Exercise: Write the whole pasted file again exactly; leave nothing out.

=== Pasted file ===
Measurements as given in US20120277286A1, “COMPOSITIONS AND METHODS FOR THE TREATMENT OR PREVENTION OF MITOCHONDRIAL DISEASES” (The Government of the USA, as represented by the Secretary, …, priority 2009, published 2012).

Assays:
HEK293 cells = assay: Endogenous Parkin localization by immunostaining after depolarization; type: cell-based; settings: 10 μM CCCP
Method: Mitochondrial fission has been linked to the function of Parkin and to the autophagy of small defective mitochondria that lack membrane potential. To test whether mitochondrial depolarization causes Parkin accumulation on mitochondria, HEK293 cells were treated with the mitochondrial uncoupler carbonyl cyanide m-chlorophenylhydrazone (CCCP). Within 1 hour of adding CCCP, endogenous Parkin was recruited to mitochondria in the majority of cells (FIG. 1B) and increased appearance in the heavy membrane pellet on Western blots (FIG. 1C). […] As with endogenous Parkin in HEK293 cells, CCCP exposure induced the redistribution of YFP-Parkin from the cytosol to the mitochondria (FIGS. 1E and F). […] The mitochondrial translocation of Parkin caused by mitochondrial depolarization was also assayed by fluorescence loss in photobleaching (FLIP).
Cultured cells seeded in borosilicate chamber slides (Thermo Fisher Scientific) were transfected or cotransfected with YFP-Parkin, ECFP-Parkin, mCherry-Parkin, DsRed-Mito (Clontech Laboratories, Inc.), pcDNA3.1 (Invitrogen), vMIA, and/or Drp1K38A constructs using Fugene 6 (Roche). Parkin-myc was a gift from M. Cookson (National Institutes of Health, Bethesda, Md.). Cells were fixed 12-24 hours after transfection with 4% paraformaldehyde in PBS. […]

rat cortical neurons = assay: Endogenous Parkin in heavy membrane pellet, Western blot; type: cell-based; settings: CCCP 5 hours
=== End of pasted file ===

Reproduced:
Measurements as given in US20120277286A1, “COMPOSITIONS AND METHODS FOR THE TREATMENT OR PREVENTION OF MITOCHONDRIAL DISEASES” (The Government of the USA, as represented by the Secretary, …, priority 2009, published 2012).

Assays:
HEK293 cells = assay: Endogenous Parkin localization by immunostaining after depolarization; type: cell-based; settings: 10 μM CCCP
Method: Mitochondrial fission has been linked to the function of Parkin and to the autophagy of small defective mitochondria that lack membrane potential. To test whether mitochondrial depolarization causes Parkin accumulation on mitochondria, HEK293 cells were treated with the mitochondrial uncoupler carbonyl cyanide m-chlorophenylhydrazone (CCCP). Within 1 hour of adding CCCP, endogenous Parkin was recruited to mitochondria in the majority of cells (FIG. 1B) and increased appearance in the heavy membrane pellet on Western blots (FIG. 1C). […] As with endogenous Parkin in HEK293 cells, CCCP exposure induced the redistribution of YFP-Parkin from the cytosol to the mitochondria (FIGS. 1E and F). […] The mitochondrial translocation of Parkin caused by mitochondrial depolarization was also assayed by fluorescence loss in photobleaching (FLIP).
Cultured cells seeded in borosilicate chamber slides (Thermo Fisher Scientific) were transfected or cotransfected with YFP-Parkin, ECFP-Parkin, mCherry-Parkin, DsRed-Mito (Clontech Laboratories, Inc.), pcDNA3.1 (Invitrogen), vMIA, and/or Drp1K38A constructs using Fugene 6 (Roche). Parkin-myc was a gift from M. Cookson (National Institutes of Health, Bethesda, Md.). Cells were fixed 12-24 hours after transfection with 4% paraformaldehyde in PBS. […]

rat cortical neurons = assay: Endogenous Parkin in heavy membrane pellet, Western blot; type: cell-based; settings: CCCP 5 hours